PROCESS EXPO | Expert in Residence
Direct Heating Methods for Beverages
Steve Smith | Purdue University
Indirect heat exchangers exchange energy from a heating media (steam or hot water) into the product through a barrier such as stainless steel. This prevents the heating media from contacting the product directly.
Indirect methods of heating beverages, such as plate, tubular and scraped surface heat exchangers, have been traditionally used for the pasteurization and sterilization of beverages for many years. While plates and triple tubular heat exchangers are used for thin fluid beverages such as milk and juices, double tube and scraped surface heat exchangers are used for more viscous and even particulate foods such as cheese sauces and purees.
Lately, direct heating methods have shown to be a viable option for heating beverages such as dairy products. This method involves injecting steam into the product (steam injection) or injecting the product into a bath of steam (steam infusion). For both categories of direct heating, the steam will condense in the product. Therefore, precautions must be made.
First the steam must be of culinary (edible) quality. To create culinary steam, first we need to make sure that only GRAS listed chemicals are used in the boiler making the steam. One method is simply filtering the steam through a 2 micron mesh screen. However, some flavors from the GRAS listed chemicals may affect finished product flavor. So, often we can make steam from potable water, which should not affect finished product quality.
Second, we need to account for the added water. Generally, for every 18°F (10°C) rise in temperature, a 1% pick up in water occurs. We need to account for this water either by the formulation or by vacuum flash cooling. If, after heating and then holding the product, we run the diluted product into a vacuum chamber, water is flashed off and the product is rapidly cooled. Again, for every 18°F (10°C) reduction in temperature, a 1% loss in water occurs. So, if the temperature going into the direct heater equals the temperature exiting the vacuum flash cooler, there is no effective moisture change.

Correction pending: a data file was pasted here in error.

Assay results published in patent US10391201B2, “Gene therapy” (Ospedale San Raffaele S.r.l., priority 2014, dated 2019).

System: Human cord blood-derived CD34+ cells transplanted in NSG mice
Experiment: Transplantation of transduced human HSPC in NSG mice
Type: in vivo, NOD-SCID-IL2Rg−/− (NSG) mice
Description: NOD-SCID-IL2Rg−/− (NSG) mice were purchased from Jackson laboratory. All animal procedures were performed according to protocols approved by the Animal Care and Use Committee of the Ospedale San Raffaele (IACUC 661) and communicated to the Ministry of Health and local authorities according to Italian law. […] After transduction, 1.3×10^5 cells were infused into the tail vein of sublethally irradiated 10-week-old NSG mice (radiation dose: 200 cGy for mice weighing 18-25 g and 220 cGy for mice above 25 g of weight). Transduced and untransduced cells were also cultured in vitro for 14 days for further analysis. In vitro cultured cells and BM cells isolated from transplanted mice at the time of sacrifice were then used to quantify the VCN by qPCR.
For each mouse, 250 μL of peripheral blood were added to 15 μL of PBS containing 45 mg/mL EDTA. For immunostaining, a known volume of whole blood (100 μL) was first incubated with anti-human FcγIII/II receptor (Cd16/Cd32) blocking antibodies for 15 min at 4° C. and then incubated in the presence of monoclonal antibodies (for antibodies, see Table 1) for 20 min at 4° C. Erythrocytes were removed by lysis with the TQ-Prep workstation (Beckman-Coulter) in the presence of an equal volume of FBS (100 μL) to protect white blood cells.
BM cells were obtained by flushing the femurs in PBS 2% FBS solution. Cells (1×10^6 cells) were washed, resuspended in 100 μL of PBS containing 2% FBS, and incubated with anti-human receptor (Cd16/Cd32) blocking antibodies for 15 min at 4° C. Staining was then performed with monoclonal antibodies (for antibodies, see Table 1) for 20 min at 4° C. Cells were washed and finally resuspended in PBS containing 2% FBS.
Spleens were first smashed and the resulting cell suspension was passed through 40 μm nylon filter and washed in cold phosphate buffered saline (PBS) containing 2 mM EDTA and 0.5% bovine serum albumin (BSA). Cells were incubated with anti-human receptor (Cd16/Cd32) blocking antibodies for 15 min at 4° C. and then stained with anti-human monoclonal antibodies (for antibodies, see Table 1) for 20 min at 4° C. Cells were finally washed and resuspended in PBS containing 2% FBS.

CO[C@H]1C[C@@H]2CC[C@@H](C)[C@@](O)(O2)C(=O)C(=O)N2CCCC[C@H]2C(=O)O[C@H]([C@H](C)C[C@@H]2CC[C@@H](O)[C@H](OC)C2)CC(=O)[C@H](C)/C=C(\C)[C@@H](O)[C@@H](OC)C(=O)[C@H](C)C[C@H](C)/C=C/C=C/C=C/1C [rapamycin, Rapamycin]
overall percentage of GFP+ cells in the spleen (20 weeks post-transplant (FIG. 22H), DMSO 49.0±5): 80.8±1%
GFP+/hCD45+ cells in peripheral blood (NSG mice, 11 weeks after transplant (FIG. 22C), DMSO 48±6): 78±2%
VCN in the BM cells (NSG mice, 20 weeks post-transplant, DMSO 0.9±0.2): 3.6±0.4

Compared to indirect heating methods, direct methods have the following advantages:
- Efficiency– Since almost 100% of the steam’s energy goes into the product, the efficiency of direct methods is much higher than indirect methods.
- Instantaneous heating/Rapid cooling– Because of much higher surface area and turbulence heating and cooling is almost instant.
- Less flavor change– Due to rapid heating and cooling.
- “Heating Methods for Ultra-High Temperature Pasteurization” by Michael Campbell: http://www.pickheaters.com/assets/uht_pasteurization_final.pdf
- “Handbook of Aseptic Processing and Packaging” 2nd edition David, Graves, Szemplenski.